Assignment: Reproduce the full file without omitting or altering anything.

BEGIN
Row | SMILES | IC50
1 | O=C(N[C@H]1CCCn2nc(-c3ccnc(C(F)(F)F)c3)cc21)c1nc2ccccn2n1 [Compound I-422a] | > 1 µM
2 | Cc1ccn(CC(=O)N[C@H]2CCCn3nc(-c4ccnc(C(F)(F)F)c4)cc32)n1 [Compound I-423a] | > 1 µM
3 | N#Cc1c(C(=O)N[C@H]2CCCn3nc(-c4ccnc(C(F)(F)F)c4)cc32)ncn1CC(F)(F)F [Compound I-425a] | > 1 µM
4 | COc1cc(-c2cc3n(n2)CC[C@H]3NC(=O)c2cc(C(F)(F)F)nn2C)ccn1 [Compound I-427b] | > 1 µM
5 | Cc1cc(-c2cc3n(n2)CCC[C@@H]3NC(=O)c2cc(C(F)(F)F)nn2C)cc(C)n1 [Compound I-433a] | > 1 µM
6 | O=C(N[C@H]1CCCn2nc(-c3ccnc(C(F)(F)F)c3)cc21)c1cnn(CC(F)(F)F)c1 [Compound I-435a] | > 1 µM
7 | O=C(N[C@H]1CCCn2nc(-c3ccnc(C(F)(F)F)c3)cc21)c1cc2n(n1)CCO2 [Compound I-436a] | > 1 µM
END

Row | SMILES | IC50
1 | O=C(N[C@H]1CCCn2nc(-c3ccnc(C(F)(F)F)c3)cc21)c1nc2ccccn2n1 [Compound I-422a] | > 1 µM
2 | Cc1ccn(CC(=O)N[C@H]2CCCn3nc(-c4ccnc(C(F)(F)F)c4)cc32)n1 [Compound I-423a] | > 1 µM
3 | N#Cc1c(C(=O)N[C@H]2CCCn3nc(-c4ccnc(C(F)(F)F)c4)cc32)ncn1CC(F)(F)F [Compound I-425a] | > 1 µM
4 | COc1cc(-c2cc3n(n2)CC[C@H]3NC(=O)c2cc(C(F)(F)F)nn2C)ccn1 [Compound I-427b] | > 1 µM
5 | Cc1cc(-c2cc3n(n2)CCC[C@@H]3NC(=O)c2cc(C(F)(F)F)nn2C)cc(C)n1 [Compound I-433a] | > 1 µM
6 | O=C(N[C@H]1CCCn2nc(-c3ccnc(C(F)(F)F)c3)cc21)c1cnn(CC(F)(F)F)c1 [Compound I-435a] | > 1 µM
7 | O=C(N[C@H]1CCCn2nc(-c3ccnc(C(F)(F)F)c3)cc21)c1cc2n(n1)CCO2 [Compound I-436a] | > 1 µM